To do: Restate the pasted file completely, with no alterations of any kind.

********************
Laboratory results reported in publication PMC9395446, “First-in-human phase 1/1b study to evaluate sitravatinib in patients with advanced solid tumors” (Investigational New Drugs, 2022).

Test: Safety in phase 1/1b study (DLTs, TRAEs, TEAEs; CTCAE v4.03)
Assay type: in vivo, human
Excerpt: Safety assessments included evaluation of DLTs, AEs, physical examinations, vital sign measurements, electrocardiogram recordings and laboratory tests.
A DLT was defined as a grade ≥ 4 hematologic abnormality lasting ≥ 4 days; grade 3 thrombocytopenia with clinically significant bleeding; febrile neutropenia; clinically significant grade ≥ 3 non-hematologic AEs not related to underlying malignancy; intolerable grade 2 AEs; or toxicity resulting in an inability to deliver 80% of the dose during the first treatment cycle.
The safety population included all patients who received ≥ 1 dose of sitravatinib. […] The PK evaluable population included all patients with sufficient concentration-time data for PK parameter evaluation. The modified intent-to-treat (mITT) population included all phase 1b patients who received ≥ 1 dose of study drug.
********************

Laboratory results reported in publication PMC9395446, “First-in-human phase 1/1b study to evaluate sitravatinib in patients with advanced solid tumors” (Investigational New Drugs, 2022).

Test: Safety in phase 1/1b study (DLTs, TRAEs, TEAEs; CTCAE v4.03)
Assay type: in vivo, human
Excerpt: Safety assessments included evaluation of DLTs, AEs, physical examinations, vital sign measurements, electrocardiogram recordings and laboratory tests.
A DLT was defined as a grade ≥ 4 hematologic abnormality lasting ≥ 4 days; grade 3 thrombocytopenia with clinically significant bleeding; febrile neutropenia; clinically significant grade ≥ 3 non-hematologic AEs not related to underlying malignancy; intolerable grade 2 AEs; or toxicity resulting in an inability to deliver 80% of the dose during the first treatment cycle.
The safety population included all patients who received ≥ 1 dose of sitravatinib. […] The PK evaluable population included all patients with sufficient concentration-time data for PK parameter evaluation. The modified intent-to-treat (mITT) population included all phase 1b patients who received ≥ 1 dose of study drug.